Because we build relationships with things through many lightweight interactions over time, advertising will need to do the same to be heard. Although specific short-term campaigns around launching new products and new product variants will exist, they will be built on top of a solid ‘always-on’ foundation. The ‘always-on’ foundation will be far more important than short term campaigns because that is how people act in real life. Our real life relationships with friends are ‘always-on’. Our real life relationships with brands are ‘always-on’. Advertising will need to be the same.

This is very different to how we currently do things. Almost all advertising campaigns today are based on heavyweight experiences. Heavily branded content – product shots, taglines, icons, logos – everywhere. There is a huge movement towards building deep, immersive, heavyweight marketing experiences. Marketers are building web apps. Ads that you can interact with. Ads with animation, motion and multiple layers of interaction. Everyone building these “immersive” experiences are swimming upstream. Almost every app built for a brand on Facebook has practically no usage. Think about it – when is the last time you used an app built for a brand? Heavy, “immersive” experiences are not how people engage and interact with brands. Pitched against strategies built around many, lightweight interactions over time, heavyweight experiences will fail because they don’t map to real life.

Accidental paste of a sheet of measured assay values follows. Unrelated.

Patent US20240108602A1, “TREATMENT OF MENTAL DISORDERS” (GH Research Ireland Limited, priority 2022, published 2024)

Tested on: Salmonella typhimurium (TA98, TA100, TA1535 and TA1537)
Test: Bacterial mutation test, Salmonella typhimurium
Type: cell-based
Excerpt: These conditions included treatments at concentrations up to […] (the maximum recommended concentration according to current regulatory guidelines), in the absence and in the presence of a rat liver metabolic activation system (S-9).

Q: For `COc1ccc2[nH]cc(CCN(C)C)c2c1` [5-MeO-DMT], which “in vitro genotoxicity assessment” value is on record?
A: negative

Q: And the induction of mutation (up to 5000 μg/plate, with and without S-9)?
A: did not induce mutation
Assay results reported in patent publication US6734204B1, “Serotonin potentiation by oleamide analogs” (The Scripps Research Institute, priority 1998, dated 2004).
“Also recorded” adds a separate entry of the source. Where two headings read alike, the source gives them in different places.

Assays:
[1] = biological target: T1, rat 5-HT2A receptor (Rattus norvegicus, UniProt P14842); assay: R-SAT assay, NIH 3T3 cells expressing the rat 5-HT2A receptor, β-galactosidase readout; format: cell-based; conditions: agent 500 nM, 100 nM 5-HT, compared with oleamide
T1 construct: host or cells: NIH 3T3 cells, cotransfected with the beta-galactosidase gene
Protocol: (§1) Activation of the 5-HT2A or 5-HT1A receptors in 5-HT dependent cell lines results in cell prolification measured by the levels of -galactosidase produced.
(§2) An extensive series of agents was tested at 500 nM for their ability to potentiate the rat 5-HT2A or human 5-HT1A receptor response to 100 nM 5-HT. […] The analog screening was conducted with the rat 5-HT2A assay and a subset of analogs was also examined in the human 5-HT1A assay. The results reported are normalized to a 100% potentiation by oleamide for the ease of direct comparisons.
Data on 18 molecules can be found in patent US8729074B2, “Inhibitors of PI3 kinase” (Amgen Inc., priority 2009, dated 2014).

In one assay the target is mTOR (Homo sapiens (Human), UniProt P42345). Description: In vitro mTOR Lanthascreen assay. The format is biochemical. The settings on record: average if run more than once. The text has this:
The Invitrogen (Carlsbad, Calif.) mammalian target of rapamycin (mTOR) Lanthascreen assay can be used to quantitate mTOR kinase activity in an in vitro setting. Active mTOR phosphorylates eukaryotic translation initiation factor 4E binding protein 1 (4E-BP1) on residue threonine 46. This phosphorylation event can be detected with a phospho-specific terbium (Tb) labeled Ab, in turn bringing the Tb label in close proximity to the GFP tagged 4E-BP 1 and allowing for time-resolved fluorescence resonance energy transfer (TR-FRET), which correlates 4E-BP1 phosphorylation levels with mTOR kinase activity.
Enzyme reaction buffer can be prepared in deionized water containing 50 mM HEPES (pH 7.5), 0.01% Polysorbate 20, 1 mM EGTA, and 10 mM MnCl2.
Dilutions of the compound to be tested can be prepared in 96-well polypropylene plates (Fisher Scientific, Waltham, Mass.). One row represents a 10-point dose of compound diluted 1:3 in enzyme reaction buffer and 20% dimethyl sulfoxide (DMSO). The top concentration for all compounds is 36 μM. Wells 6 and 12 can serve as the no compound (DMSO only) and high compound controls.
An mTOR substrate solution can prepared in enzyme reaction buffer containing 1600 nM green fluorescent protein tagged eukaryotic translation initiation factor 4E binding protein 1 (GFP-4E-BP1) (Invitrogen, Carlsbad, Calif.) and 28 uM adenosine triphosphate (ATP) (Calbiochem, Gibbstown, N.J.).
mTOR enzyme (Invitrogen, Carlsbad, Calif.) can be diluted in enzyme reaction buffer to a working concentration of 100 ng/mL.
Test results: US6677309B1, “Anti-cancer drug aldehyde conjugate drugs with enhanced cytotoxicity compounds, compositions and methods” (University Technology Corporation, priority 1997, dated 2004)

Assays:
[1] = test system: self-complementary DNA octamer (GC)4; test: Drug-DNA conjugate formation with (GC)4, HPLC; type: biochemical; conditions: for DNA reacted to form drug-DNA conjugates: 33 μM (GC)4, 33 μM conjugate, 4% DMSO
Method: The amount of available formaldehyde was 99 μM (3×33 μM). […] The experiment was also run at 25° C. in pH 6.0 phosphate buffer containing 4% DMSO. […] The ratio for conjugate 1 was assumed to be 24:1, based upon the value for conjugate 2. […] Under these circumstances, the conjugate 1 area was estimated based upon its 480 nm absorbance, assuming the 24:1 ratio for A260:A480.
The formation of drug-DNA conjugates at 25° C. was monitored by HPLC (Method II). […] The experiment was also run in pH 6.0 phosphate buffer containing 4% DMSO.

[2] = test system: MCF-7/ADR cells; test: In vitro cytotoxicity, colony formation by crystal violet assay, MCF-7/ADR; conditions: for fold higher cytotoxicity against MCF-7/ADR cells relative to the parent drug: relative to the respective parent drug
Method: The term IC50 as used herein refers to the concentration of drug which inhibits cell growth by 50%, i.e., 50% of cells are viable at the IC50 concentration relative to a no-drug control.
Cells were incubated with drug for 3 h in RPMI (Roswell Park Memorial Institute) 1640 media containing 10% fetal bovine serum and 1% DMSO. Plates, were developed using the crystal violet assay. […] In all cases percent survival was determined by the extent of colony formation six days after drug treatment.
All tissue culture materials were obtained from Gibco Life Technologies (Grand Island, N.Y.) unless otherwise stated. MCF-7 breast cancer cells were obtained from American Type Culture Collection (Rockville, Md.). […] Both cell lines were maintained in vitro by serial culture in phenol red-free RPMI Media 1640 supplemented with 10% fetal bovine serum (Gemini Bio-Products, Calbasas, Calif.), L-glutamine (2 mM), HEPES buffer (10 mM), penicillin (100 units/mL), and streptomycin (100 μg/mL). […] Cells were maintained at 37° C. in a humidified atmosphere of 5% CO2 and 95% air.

Many, lightweight interactions is an incredible creative canvas.

Many creative practitioners don’t like the sound of this, but they are blinded by their current practices. Everyone is looking for the ‘big idea’ and the hero TV spot. Sight, sound and motion. Sexy visuals. Yet many, lightweight interactions over time is an incredibly flexible canvas. It allows you to have non-linear stories. No longer do you need to tell everything at once. It allows you to fit seamlessly into conversations between people who trust each other. It allows for adaptive storytelling.

This canvas is not worse than the canvas of large sight, sound and motion experiences. It’s just different. The best creative people will seize this opportunity, create amazing experiences, and every client trying to understand the evolution of the social web (which is almost every Fortune 500 company by the way) will come flocking to those creative people’s door.

In summary, change how you think before your competitors do.

I recently gave a talk at fMC on how to create successful content on Facebook. Afterwards, the most common question was for examples of brands doing a great job using many, lightweight interactions. The truth is that there aren’t many. But that is changing. Brands who embrace this early will see incredible success. Brands who don’t may go the way of the dinosaurs. The future of advertising is many, lightweight interactions over time. Don’t be the last to realize this.

If you want to learn more about the huge shifts in how the web is structured, and what that means for marketing, check out my book Grouped. It also contains references to dozens of research studies illustrating where things are headed.